Participants from Israel and China attend a special panel discussion on China-Israel business cooperation at the GoforIsrael annual business conference that opened in Tel Aviv, Israel on March 5, 2018 (Xinhua/Chen Wenxian)
At the GoforIsrael annual business conference held in the Israeli city of Tel Aviv, Chinese and Israeli business leaders were thrilled by the bright prospect of future cooperation in various fields, especially the high technology sector.
The two-day conference, which opened Monday, brought together about 1,000 business leaders, investors and entrepreneurs from Israel, China, the U.S. and Europe.
Many Israeli hi-tech companies showcased at the conference their latest innovations in areas such as information technology, life sciences and healthcare, cyber security, energy and advanced manufacturing. They hope to attract Chinese investors who hope to profit from the growing demand for high technologies and innovations in China, the fastest growing economy in the world.
A number of Chinese and Israeli companies have already successfully joined hands in the hi-tech sector, as more and more platforms have been established to serve as bridges to connect the two sides. GoforIsrael is one of such platforms.
"China is the right partner for Israel. Our capabilities and China's opportunities are really complementary like gloves to a hand," Yanir Shamir, a former agriculture minister of Israel, told Xinhua in an interview.
For Chinese companies, they have made investment not only in Israel's infrastructure projects, but its hi-tech R&D centers and start-ups. On another hand, Israeli companies are also going eastward to China.
In November 2017, a total of 15 Israeli companies from the fields of information and communications technology (ICT) and life sciences completed successfully a roadshow in China.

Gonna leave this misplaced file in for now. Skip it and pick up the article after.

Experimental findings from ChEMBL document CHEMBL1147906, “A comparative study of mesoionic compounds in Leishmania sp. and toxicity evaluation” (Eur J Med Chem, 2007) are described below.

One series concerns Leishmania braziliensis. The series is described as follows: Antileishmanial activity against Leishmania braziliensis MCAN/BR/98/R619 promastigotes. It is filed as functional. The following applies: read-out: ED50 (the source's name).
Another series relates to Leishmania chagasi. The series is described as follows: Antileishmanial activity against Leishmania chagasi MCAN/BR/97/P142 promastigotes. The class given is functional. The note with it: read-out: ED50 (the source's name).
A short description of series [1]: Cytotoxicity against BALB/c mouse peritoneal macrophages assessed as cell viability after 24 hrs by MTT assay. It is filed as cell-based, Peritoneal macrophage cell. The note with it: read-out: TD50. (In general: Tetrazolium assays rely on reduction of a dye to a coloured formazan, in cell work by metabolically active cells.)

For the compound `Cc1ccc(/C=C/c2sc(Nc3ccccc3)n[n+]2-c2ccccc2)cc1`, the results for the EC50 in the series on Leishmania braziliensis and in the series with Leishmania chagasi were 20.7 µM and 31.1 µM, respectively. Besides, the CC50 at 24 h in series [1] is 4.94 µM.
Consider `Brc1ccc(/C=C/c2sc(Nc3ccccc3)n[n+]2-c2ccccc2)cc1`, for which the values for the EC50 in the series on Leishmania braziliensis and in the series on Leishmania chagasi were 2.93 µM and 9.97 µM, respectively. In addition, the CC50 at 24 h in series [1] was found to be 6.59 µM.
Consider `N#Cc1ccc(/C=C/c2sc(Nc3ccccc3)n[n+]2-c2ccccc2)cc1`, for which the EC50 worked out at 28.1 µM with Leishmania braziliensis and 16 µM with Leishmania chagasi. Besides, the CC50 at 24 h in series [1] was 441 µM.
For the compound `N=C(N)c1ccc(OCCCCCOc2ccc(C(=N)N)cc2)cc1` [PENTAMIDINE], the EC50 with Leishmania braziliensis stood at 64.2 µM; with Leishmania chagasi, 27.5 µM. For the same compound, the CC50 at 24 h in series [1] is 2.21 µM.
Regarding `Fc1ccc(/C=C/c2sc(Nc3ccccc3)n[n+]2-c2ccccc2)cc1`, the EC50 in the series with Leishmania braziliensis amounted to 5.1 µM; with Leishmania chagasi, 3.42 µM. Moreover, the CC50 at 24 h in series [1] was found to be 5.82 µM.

"China is also developing fastly in technology and it has also big markets," said Shamir, who is also the managing partner of Catalyst Funds, one of the organizers of the two-day conference.
"I am very optimistic about the relationship between China and Israel," he added.
At the special panel themed "GoforChina: Market strategies for Israeli Companies in China," some senior executives of Israel companies shared their experience of cooperating with Chinese companies and investing in China.
China is a huge country with huge population and market potential, said Haggai Ravid, CEO of Cukierman & Co. Investment House Ltd., another organizer of the annual conference.
Ravid, who lived in China's eastern province of Jiangsu over the past three years, has achieved great success in facilitating transactions between China and Israel.
The Chinese government is encouraging domestic companies to make investment in manufacturing and hi-tech fields overseas, while actively attracting foreign investment to China, he noted.
In addition to big cities such as Beijing, Shanghai, Guangzhou and Shenzhen, many medium-sized cities in China are also very strong in technological innovation as a result of attracting foreign investment.
Currently, Chinese companies have a great interest in investing in hi-tech sectors including robots, advanced manufacturing, automotive and healthcare, said Ravid.
When it comes to the Internet, China is already way ahead with such world class companies from Tencent to Baidu, he said.
So, there is much more room for the China-Israel cooperation in the fields of robots, automotive, healthcare, medical and biological technologies, Ravid said.
John Chan, managing director of the M&A department of China Everbright Limited, a Hong Kong-based financial services company, said there is a bright prospect for Chinese companies and investors to cooperate with Israeli counterparts and invest in Israel.
As Israeli companies are seeking new partners and establishing production bases in China, it is expected that the Israeli investment in China will also grow fastly in the future, Chan told Xinhua.
The IVC Research Center, a leading institution that provides insight into Israel's hi-tech industry, said in a report that Chinese direct investment, mergers and acquisitions, and buyout activities made up about 5 percent of Israel's total investment in 2017.
Ravid expected that figure to gradually grow to 10 percent and even 20 percent in the future.